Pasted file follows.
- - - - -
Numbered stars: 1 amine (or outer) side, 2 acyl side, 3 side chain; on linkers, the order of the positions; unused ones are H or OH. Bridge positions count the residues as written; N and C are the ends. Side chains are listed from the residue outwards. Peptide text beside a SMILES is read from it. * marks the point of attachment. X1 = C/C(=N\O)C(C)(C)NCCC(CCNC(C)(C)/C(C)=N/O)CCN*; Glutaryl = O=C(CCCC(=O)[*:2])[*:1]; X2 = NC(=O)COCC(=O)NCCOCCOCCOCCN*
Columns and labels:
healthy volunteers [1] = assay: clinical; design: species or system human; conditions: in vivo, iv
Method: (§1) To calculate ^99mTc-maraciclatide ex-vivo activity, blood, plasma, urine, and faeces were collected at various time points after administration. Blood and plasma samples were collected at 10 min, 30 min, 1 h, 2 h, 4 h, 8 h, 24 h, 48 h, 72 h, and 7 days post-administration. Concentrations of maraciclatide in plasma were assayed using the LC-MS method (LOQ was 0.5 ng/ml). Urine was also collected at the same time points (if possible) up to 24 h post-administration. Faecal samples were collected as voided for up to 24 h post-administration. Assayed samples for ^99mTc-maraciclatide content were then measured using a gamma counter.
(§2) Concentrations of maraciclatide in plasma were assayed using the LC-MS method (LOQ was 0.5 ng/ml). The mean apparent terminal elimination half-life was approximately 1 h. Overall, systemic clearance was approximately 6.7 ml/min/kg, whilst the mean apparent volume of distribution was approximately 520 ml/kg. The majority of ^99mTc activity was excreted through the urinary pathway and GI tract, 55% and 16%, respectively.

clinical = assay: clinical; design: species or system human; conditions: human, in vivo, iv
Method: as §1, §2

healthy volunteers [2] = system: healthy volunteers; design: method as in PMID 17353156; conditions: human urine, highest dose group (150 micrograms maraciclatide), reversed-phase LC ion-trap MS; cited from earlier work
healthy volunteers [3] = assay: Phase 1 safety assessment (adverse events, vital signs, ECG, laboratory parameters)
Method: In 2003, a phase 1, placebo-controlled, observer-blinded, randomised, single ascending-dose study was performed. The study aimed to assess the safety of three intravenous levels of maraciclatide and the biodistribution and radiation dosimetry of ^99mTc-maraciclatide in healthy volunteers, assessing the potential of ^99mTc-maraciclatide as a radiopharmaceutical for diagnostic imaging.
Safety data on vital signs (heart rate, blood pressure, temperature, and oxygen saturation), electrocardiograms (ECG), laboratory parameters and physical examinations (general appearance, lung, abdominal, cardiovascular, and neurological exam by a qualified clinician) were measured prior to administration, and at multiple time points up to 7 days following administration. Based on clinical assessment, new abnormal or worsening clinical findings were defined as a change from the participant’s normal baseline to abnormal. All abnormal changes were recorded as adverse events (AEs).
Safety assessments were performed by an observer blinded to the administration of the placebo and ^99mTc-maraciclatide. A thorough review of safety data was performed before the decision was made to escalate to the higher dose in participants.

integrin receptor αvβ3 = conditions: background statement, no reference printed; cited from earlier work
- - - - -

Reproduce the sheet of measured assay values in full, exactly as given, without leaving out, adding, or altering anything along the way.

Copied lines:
Numbered stars: 1 amine (or outer) side, 2 acyl side, 3 side chain; on linkers, the order of the positions; unused ones are H or OH. Bridge positions count the residues as written; N and C are the ends. Side chains are listed from the residue outwards. Peptide text beside a SMILES is read from it. * marks the point of attachment. X1 = C/C(=N\O)C(C)(C)NCCC(CCNC(C)(C)/C(C)=N/O)CCN*; Glutaryl = O=C(CCCC(=O)[*:2])[*:1]; X2 = NC(=O)COCC(=O)NCCOCCOCCOCCN*
Columns and labels:
healthy volunteers [1] = assay: clinical; design: species or system human; conditions: in vivo, iv
Method: (§1) To calculate ^99mTc-maraciclatide ex-vivo activity, blood, plasma, urine, and faeces were collected at various time points after administration. Blood and plasma samples were collected at 10 min, 30 min, 1 h, 2 h, 4 h, 8 h, 24 h, 48 h, 72 h, and 7 days post-administration. Concentrations of maraciclatide in plasma were assayed using the LC-MS method (LOQ was 0.5 ng/ml). Urine was also collected at the same time points (if possible) up to 24 h post-administration. Faecal samples were collected as voided for up to 24 h post-administration. Assayed samples for ^99mTc-maraciclatide content were then measured using a gamma counter.
(§2) Concentrations of maraciclatide in plasma were assayed using the LC-MS method (LOQ was 0.5 ng/ml). The mean apparent terminal elimination half-life was approximately 1 h. Overall, systemic clearance was approximately 6.7 ml/min/kg, whilst the mean apparent volume of distribution was approximately 520 ml/kg. The majority of ^99mTc activity was excreted through the urinary pathway and GI tract, 55% and 16%, respectively.

clinical = assay: clinical; design: species or system human; conditions: human, in vivo, iv
Method: as §1, §2

healthy volunteers [2] = system: healthy volunteers; design: method as in PMID 17353156; conditions: human urine, highest dose group (150 micrograms maraciclatide), reversed-phase LC ion-trap MS; cited from earlier work
healthy volunteers [3] = assay: Phase 1 safety assessment (adverse events, vital signs, ECG, laboratory parameters)
Method: In 2003, a phase 1, placebo-controlled, observer-blinded, randomised, single ascending-dose study was performed. The study aimed to assess the safety of three intravenous levels of maraciclatide and the biodistribution and radiation dosimetry of ^99mTc-maraciclatide in healthy volunteers, assessing the potential of ^99mTc-maraciclatide as a radiopharmaceutical for diagnostic imaging.
Safety data on vital signs (heart rate, blood pressure, temperature, and oxygen saturation), electrocardiograms (ECG), laboratory parameters and physical examinations (general appearance, lung, abdominal, cardiovascular, and neurological exam by a qualified clinician) were measured prior to administration, and at multiple time points up to 7 days following administration. Based on clinical assessment, new abnormal or worsening clinical findings were defined as a change from the participant’s normal baseline to abnormal. All abnormal changes were recorded as adverse events (AEs).
Safety assessments were performed by an observer blinded to the administration of the placebo and ^99mTc-maraciclatide. A thorough review of safety data was performed before the decision was made to escalate to the higher dose in participants.

integrin receptor αvβ3 = conditions: background statement, no reference printed; cited from earlier work